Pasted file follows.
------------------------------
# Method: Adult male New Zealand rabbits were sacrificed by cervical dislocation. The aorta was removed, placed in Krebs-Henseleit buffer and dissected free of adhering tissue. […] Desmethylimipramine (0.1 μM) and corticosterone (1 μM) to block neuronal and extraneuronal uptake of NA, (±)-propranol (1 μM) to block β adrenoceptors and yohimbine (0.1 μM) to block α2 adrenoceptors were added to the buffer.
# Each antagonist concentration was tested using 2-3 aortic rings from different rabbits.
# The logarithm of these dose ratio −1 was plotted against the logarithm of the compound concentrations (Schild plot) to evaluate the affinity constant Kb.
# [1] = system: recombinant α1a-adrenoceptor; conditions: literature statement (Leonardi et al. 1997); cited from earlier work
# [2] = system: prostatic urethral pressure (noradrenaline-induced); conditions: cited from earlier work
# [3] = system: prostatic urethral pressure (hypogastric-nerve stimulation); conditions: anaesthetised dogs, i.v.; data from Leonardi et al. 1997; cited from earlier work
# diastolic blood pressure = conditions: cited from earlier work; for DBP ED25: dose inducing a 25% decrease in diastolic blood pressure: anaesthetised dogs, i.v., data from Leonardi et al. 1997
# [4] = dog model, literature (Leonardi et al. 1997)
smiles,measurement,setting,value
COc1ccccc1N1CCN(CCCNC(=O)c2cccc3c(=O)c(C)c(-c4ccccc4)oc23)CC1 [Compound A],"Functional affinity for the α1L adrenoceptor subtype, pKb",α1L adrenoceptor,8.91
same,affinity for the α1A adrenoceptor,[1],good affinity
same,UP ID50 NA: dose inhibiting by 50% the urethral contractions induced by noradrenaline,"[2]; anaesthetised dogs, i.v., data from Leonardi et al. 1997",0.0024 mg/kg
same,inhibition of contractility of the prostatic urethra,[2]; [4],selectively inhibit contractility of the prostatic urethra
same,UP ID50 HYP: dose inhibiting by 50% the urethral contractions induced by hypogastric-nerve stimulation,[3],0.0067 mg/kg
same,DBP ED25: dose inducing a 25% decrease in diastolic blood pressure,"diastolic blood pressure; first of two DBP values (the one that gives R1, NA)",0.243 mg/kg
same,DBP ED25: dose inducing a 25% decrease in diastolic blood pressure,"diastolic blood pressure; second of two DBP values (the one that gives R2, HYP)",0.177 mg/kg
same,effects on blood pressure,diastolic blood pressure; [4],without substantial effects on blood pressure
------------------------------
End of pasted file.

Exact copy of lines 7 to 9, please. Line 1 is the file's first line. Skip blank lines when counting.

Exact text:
# diastolic blood pressure = conditions: cited from earlier work; for DBP ED25: dose inducing a 25% decrease in diastolic blood pressure: anaesthetised dogs, i.v., data from Leonardi et al. 1997
# [4] = dog model, literature (Leonardi et al. 1997)
smiles,measurement,setting,value